|Potato cyst nematode|
|A potato root showing signs of PCN nodes (Globodera pallida)|
|Species:||G. rostochiensis and G. pallida|
|Locations of G. rostochiensis (purple), G. pallida (light blue) and both (dark blue)|
| Potato cyst nematode
Potato root nematode
Potato cyst nematodes (PCN) or potato root nematodes (Globodera rostochiensis and Globodera pallida) are 1-mm long roundworms belonging to the genus Globodera, which comprises around 12 species. They live on the roots of plants of the Solanaceae family, such as potatoes and tomatoes. PCN cause growth retardation and, at very high population densities, damage to the roots and early senescence of plants. The nematode is not indigenous to Europe but originates from the Andes. Fields are free from PCN until an introduction occurs, after which the typical patches, or hotspots, occur on the farmland. These patches can become full field infestations when unchecked. Yield reductions can average up to 60% at high population densities.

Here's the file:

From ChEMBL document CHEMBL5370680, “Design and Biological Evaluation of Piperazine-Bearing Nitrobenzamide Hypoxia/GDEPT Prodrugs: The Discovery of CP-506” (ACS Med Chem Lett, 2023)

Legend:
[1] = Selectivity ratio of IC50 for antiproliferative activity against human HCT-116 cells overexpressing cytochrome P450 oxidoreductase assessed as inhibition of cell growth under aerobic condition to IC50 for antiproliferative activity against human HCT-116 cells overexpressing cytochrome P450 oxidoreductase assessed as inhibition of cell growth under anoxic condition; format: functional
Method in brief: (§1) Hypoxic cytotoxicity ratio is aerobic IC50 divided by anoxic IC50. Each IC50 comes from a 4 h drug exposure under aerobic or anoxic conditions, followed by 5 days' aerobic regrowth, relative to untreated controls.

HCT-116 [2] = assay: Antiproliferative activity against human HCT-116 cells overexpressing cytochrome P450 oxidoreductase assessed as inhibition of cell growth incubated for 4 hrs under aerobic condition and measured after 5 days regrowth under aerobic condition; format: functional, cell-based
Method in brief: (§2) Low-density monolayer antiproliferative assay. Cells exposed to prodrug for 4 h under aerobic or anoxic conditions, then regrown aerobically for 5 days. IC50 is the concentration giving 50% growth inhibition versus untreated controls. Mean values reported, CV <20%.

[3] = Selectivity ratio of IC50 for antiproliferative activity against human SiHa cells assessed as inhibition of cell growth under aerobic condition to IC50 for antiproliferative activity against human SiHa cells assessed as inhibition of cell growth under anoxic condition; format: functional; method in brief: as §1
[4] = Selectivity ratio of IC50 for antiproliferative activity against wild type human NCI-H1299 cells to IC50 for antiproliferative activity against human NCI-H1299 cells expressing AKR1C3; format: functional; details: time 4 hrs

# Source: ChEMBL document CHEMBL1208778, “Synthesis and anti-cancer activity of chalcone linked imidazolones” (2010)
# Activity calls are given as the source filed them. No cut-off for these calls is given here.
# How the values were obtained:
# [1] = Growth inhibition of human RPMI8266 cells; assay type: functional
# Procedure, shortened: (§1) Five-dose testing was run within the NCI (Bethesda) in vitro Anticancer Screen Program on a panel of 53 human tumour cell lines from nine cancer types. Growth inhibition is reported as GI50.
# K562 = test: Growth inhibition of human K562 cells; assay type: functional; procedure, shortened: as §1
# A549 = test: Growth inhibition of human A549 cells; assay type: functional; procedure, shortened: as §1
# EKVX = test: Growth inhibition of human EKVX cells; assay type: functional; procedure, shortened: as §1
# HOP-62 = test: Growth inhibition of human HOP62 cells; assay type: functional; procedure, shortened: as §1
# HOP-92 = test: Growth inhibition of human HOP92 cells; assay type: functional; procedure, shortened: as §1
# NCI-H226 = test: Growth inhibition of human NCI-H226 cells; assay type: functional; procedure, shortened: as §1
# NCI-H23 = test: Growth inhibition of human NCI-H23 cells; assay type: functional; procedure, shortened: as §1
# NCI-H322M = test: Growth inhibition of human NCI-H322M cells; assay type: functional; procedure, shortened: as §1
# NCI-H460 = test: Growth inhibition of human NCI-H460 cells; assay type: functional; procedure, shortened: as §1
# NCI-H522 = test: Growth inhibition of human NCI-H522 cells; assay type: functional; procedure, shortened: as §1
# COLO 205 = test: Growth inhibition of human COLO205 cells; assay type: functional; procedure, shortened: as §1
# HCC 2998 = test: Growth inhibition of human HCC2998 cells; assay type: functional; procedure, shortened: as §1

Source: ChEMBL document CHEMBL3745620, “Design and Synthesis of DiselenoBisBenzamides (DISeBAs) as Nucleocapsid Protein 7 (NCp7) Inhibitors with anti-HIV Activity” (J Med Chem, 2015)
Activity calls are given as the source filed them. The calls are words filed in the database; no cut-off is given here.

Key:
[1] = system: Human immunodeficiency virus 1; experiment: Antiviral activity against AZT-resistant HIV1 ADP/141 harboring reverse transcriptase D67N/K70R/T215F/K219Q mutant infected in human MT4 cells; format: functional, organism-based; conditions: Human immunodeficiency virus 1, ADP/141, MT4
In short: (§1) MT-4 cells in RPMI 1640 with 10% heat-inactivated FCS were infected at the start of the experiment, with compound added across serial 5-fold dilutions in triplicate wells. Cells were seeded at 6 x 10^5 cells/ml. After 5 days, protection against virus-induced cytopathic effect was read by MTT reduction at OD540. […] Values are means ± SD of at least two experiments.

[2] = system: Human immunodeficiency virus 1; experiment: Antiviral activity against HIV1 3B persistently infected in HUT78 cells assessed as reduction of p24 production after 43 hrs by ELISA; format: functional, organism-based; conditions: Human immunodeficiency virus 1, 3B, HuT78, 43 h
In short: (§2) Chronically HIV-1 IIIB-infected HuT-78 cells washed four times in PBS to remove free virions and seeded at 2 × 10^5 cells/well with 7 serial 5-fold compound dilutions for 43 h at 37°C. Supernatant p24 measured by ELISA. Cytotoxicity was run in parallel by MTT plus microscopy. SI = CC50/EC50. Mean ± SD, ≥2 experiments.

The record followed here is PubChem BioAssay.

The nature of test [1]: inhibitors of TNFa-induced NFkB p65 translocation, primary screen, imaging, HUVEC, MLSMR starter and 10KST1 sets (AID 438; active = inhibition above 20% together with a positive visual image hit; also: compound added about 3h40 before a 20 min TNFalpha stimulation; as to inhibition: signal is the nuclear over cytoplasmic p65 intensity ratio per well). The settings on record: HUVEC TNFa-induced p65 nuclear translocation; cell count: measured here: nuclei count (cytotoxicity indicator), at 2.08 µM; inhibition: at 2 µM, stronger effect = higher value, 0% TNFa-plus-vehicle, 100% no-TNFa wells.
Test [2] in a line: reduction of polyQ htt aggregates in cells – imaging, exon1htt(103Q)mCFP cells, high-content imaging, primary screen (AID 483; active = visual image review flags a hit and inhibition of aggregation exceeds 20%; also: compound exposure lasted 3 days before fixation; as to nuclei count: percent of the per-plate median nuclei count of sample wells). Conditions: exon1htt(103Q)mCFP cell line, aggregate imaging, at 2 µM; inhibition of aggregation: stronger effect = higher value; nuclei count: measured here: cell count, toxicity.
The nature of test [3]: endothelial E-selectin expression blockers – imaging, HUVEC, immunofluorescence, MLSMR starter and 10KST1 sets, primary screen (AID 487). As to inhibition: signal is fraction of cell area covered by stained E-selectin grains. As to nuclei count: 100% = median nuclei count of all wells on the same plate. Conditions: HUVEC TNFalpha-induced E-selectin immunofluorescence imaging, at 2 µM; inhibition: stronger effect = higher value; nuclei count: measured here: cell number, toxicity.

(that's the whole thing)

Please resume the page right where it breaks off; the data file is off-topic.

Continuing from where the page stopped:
PCN infestation causes plants to become stunted and they may wilt and have smaller, yellowish leaves. Affected plants have a reduced root system that shows abnormal branching and a brownish tint. Around flowering, minute white, yellow or brown spheres or cysts can be seen on the outside of roots. PCN reduces potential yields even in light infestations. Heavy infestations significantly reduce the size and number of tubers in potatoes.
There are a number of precautions that can be taken to prevent the introduction and spread of PCN.
- Plant certified seed purchased from recognised, certified-seed producers.
- Avoid sharing equipment with other growers. The most common way of spreading PCN is in soil or on equipment.
- Thoroughly clean all equipment moving off a property.
- Practice crop rotation.
- Arm yourself with information about the pest - its symptoms and appearance.
- Regularly examine your crops for patches of poor or yellow potato plants.
- ↑ Data Sheets on Quarantine Pests - Globodera rostochiensis and Globodera pallida. European and Mediterranean Plant Protection Organisation. Retrieved: 2010-09-16.
- ↑ a b (2008-11-20), "Potato cyst nematode", "The State of Queensland (Department of Employment, Economic Development and Innovation)". Accessed: 08-07-10
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